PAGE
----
This year, our partner Alternare enlisted seven local communities to plant 27,875 trees in 20 hectares within the Monarch Butterfly Biosphere Reserve’s buffer zone. Seven hundred men, women and children, Alternare’s technicians, and personnel from UNAM’s Center for Research in Environmental Geography (CIGA) all pitched in, helping to select the locations and planting the trees. Additionally, the team also created twenty one tree nurseries for future reforestation projects. Pretty good!
Collaborating closely with our partner Alternare and local communities, Dr. Pablo Jaramillo, led our summer 2014 reforestation. A total of 34,300 trees were planted in 31 hectares in the Buffer Zone of the Monarch Butterfly Biosphere Reserve. Planting trees in these areas reduces human pressure on the inner Core Zone where monarchs overwinter and encourages local people to protect and conserve the environment.
In Summer, 2013 MBF supported the planting of 37,730 pines , 1,000 oyamels, and 1,280 oaks on 35 hectares in 9 different areas within the MBBR. Five local communities participated in the tree planting, two had participated in previous years and three joined in this year.
Nine different areas were reforested as shown in the following map:
In the summer 2012 reforestation season, ten communities participated in our reforestation efforts. With funding provided by MBF children, adults, men and women planted 17,657 trees from community and commercial nurseries in 20 hectares. Most of the communities participated in last year’s reforestation and an additional group of local school teachers joined us planting seedlings in an area where a landslide occurred in 2010.
Finding appropriate sites to reforest proved challenging this year since most of the sites that are ideal to plant trees are owned by individuals (not communities) and are currently being used for agriculture. However we were able to find suitable locations and most importantly build on the relationships we have established with local communities.
In Summer 2011 our reforestation was carried out in collaboration with ECOLIFE, a California-based non-profit organization, long-time Mexican partner, Alternare, and 9 groups from two indigenous communities from the Monarch Butterfly Reserve (Francisco Serrato and Crescencio Morales), MBF planted 34,585 trees (32,464 pines, 921 oaks and 1,200 oyamels).
The seedlings were planted in the Rio San Juan micro-watershed, on the southern face of the mountain range between Chivatí Huacal and Lomas de Aparicio, in the Municipality of Zitácuaro, Michoacán as the map below shows:
The nine communities that participated in the reforestation project planted trees from their own nurseries and five also planted trees from a commercial nursery owned by Sr. Ignacio Patiño, who delivered the seedlings with extreme care making sure they arrived in perfect state. Sr. Patiño not only provided the seedlings but also shared his expertise in planting, using methods he learned in New Zealand and Chile. His method uses a special shovel that loosens the soil instead of removing it. This allows the roots to grow quickly enabling the newly planted tree to survive the transplant shock better. He graciously lent us eight of his special shovels saving us money on tools.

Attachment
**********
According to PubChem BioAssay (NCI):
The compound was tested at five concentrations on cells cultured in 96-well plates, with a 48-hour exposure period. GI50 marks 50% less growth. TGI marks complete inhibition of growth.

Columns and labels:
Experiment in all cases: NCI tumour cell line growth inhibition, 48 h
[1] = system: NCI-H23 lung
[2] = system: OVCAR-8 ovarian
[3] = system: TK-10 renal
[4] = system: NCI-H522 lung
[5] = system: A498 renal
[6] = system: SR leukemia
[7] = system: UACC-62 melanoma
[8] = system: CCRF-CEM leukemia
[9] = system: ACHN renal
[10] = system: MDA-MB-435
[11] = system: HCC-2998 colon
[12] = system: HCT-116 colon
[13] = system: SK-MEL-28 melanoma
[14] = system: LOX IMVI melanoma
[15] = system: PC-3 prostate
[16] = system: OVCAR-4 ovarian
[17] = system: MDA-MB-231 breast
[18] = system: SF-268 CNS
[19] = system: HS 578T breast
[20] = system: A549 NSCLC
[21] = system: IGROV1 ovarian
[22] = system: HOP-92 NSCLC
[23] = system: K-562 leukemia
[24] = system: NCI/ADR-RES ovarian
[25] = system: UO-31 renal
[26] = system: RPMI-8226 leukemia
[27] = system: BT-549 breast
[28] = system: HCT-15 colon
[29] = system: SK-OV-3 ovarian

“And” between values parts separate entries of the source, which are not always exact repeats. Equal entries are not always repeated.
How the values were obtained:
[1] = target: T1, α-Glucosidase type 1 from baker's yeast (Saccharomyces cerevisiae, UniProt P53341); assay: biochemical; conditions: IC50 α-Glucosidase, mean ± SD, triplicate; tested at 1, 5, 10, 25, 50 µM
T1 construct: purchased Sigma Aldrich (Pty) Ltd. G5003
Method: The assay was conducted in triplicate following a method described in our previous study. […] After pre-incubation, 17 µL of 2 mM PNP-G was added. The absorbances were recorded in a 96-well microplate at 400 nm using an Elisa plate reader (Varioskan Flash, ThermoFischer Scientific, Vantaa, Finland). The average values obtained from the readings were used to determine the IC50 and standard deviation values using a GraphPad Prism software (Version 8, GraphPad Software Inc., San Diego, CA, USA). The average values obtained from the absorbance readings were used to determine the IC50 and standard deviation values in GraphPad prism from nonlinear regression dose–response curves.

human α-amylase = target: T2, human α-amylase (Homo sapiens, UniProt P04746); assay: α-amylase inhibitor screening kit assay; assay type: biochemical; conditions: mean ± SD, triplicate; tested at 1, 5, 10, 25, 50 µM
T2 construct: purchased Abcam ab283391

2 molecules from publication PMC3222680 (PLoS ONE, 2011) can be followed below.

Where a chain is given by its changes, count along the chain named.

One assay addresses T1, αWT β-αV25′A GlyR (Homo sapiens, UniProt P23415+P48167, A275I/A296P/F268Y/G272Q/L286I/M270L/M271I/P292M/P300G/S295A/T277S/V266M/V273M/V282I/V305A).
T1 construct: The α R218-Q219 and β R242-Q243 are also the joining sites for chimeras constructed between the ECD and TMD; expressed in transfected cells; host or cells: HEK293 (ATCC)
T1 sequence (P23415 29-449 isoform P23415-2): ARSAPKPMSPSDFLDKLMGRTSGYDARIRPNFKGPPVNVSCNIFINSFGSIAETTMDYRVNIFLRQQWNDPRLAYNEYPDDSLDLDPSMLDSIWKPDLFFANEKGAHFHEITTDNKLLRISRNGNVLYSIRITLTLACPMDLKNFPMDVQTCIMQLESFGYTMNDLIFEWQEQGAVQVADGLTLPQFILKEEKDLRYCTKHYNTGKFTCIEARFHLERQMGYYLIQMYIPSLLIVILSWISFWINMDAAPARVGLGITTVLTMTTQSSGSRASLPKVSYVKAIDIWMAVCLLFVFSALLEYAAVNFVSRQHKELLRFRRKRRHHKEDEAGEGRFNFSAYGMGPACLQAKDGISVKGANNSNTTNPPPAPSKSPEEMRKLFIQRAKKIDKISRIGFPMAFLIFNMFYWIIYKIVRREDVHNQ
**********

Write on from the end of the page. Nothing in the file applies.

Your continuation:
Planting workshop with Sr. Patiño and his special shovel
Participating communities showed a great commitment to improve their environment and their willingness to continue working towards reforesting eroded sites in the near future. Communities were compensated for their reforestation work, both in kind and in cash. We supported their efforts to organize meetings to decide how to invest their earnings and we are happy to report that many of the goods purchased benefited the entire community. Some examples of in kind payments included hoses to bring water to their school, building materials to improve buildings or their tree nurseries.
In the summer of 2010 MBF supported the planting of 141,800 seedlings. This year we teamed up with Espacio Autónomo, a Mexican non-profit organization specialized in grassroots community organization, to reforest ecologically damaged areas in the Sierra Chincua of the Monarch Butterfly Biosphere Reserve. MBF also donated seedlings to the Indigenous Communities of Crescencio Morales, Francisco Serrato, and Donanciano Ojeda. The reforestation project with the indigenous communities received on the ground support from staff at the Monarch Butterfly Biosphere Reserve, who also coordinated the reforestation of MBF donated seedlings in the Federal Property of the Sierra Chincua. Additional MBF donated seedlings were planted in the Ejido of El Rosario.
Reforestation, How We Started…
In the past, MBF worked in collaboration with the La Cruz Habitat Protection Project México (LCHPP-Mexico), a project conceived by Jose Luis Alvarez of Santa Clara del Cobre, México, and initiated in 1997 in partnership with Robert L. Small of California, the founder of the Michoacán Reforestation Fund (MRF). This project gives seedlings to local people (at no cost to them) to reforest lands, mainly in the buffer zone surrounding the Monarch Butterfly Biosphere Reserve (MBBR), that have been denuded for agriculture and domestic timber consumption. Once the seedlings grow into trees they provide sustainable wood-lots for the local people, which may reduce timber cutting in the MBBR. The project also provides a source of income for the land-owners, improves the watershed, protects fragile mountain soils, and provides wildlife habitat. Periodically, trees are also propagated for and planted within the core zone of the MBBR.
From a kick-off donation from Robert L. Small, 7,000 seedlings were planted in 1997. News of the successful plantings spread quickly, and over the next 12 years over 600 farmers and 20 communities had participated, donating both land and labor to plant and raise trees at over 400 sites. During 1997-2009, 1,000 hectares were reforested with 3 million new trees.
Since Jose Luis Alvarez and MRF initiated the La Cruz Habitat Protection Project Mexico in 1997, other organizations have become involved. We planted 200,000 additional seedlings in 2009, with support from and in collaboration with one of those organizations, LCHPP-Inc., a non-profit formed in 2007 dedicated to forest restoration.